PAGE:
Why go on vacation?

May this Waikiki sunset motivate you to get out of town -- before you turn into a Dilbert cartoon. (Annie Wells / Los Angeles Times)

Gulliver traveled. Look where it got him: lashed to the land by little people. Columbus, big traveler, right? Underestimated the circumference of the Earth and died thinking he'd found India. Sure, you can come up with justifications for never leaving the splendid safety of your office chair. Truth is, travel makes us better in many ways: better employees, better buddies, better mates. So, no, in these tough times, you probably don't feel the need to spend the money. But here's why we all should escape somewhere anyway:

The anticipation

Pros: A vacation begins the second you start to plan it. A study last year found that travelers' moods improved eight weeks before the actual vacation started.

Cons: Running out of toner the second you try to print your boarding pass. Trying to remember where you put the digital luggage scale. Rushing out to buy batteries for the digital luggage scale.

Why go anyway? Because the pleasure of pre-trip anticipation is almost sexual. It's why December is better than January. It's why puppies are more joyful than dogs.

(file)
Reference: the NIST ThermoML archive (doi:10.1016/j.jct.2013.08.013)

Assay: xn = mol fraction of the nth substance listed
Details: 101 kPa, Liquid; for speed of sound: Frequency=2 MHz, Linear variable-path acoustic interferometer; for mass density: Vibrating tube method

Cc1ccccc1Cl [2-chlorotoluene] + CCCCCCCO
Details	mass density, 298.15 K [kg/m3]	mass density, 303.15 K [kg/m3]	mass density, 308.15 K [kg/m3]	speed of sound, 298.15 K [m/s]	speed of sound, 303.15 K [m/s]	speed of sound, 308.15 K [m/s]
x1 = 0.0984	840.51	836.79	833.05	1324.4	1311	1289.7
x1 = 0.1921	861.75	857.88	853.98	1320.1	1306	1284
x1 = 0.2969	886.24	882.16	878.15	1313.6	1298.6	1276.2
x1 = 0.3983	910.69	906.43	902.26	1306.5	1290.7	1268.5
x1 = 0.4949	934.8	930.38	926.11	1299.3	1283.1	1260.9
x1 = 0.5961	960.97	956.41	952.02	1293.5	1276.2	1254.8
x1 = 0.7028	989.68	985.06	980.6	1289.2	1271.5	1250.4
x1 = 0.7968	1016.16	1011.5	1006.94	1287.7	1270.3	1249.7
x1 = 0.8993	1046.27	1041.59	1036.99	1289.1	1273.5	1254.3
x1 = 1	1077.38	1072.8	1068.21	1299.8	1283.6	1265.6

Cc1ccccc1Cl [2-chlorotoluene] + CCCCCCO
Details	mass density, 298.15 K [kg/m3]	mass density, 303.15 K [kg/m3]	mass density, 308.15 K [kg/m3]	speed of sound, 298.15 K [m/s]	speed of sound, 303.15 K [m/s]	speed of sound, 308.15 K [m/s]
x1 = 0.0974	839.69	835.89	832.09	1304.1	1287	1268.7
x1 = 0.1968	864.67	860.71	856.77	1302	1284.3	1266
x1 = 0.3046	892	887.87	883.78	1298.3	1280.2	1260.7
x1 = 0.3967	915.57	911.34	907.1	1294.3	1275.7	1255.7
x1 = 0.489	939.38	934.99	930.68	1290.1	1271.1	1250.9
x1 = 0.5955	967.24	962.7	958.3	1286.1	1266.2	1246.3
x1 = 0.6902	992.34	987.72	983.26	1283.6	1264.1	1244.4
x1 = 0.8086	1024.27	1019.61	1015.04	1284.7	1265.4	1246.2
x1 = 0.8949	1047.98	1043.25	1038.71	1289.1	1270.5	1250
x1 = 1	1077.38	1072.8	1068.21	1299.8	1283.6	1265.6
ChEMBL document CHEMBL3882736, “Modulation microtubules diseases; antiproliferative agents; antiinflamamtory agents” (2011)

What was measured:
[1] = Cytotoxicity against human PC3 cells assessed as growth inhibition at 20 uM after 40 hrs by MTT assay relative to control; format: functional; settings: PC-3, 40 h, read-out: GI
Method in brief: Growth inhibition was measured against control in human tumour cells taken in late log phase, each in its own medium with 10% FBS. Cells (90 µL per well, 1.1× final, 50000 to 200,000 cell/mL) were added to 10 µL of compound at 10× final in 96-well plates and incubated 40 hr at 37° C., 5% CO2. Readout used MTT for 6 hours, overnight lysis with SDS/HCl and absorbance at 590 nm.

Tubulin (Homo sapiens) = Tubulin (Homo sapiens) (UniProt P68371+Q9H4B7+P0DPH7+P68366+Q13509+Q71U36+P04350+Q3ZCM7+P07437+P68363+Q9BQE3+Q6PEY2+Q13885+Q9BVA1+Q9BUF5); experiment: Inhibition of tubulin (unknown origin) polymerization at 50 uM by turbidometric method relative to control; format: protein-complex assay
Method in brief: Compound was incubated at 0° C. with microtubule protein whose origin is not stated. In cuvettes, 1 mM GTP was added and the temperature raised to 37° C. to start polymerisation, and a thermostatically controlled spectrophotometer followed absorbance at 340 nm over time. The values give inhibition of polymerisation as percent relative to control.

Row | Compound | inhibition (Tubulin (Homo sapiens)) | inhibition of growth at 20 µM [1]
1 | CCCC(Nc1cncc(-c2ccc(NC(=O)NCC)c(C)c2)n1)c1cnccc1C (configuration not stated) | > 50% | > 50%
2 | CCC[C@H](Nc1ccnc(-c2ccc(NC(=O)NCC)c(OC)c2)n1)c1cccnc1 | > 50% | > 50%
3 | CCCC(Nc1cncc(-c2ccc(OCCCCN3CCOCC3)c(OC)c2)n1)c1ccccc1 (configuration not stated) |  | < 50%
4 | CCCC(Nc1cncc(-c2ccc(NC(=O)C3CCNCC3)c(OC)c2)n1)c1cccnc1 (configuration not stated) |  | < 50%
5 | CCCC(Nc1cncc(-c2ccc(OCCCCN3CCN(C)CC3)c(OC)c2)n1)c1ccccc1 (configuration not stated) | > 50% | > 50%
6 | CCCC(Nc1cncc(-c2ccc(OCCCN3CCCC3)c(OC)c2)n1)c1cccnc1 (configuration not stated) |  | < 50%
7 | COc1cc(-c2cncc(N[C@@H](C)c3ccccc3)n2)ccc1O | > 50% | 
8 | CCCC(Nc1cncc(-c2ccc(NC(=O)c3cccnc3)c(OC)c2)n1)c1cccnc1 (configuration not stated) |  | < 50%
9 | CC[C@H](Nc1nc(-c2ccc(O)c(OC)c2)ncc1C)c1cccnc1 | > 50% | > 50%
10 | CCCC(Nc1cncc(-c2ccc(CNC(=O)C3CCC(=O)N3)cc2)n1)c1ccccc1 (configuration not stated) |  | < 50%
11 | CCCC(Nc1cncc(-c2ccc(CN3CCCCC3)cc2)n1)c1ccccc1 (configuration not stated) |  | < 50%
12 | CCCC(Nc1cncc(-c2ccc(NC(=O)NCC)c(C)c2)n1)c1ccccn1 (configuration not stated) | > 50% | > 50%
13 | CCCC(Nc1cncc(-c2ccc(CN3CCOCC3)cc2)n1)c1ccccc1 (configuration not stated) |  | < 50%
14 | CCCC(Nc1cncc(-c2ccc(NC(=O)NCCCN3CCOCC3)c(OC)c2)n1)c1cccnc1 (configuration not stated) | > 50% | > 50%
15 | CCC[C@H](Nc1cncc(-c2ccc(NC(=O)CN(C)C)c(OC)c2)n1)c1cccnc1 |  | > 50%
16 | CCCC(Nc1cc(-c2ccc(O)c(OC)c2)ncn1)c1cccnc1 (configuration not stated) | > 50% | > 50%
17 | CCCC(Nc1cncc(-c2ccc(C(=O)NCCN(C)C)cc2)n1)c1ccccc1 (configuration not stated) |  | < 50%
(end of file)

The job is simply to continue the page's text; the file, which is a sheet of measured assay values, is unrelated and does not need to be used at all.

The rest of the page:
The romance

Pros: Lonely? Get your booty to St. Lucie. There's nothing like a big, beachy drink to jump-start your love life. Studies show we have more sex on vacation. Whose study? Mine.

Cons: Heartbreak. Disease. Liver failure. Excessive drinking while on vacation can lead to inadvisable hook-ups. Or even marriage.

Why go anyway? Sun. Surf. Wet skin. Diving in. Good snow. Moon glow. Fresh faces. Love in strange places.

Mental health benefits

Pros: Look at your coworkers sleepwalking through their day. Know exactly what time they dine or head to the loo? Look, Dilbert, escape before you do something crazy. Escape now — before you become a cartoon.

Cons: Finding your way around a congested new city can make you nuts. A lousy hotel room can be a sinkhole of the human spirit. I once ordered a martini in Paris that tasted like dog spit. (This has nothing to do with mental health — I just like saying dog spit.)

Why go anyway? You know that moment your fanny hits the plane seat? Or you pull out of the driveway with a full tank of gas? It's freedom. It's conquest. It's you, Steve McQueen, on your great escape. You, the cooler king.

The adventures

Pros: What if Hemingway had never left Oak Park, Ill.? The physical challenges of travel give us fodder for our own stories about the world, some of them epic.

Cons: Death is such a drag sometimes. Imagine the crystalline splendor of being frozen to death atop a mountain, your body missing till the bears find it come spring. In 100 years, Cub Scouts could be camping on you.

Why go anyway? I once saved a man's life on a raft trip on the Upper Kern. Later, he bought me a beer.

The conversations

Pros: Sometimes the lilt of a new language can distance you from the worries back home. Then there are the stories, the humor, the handshakes. Travel is an education, and it all starts with chatting up the locals.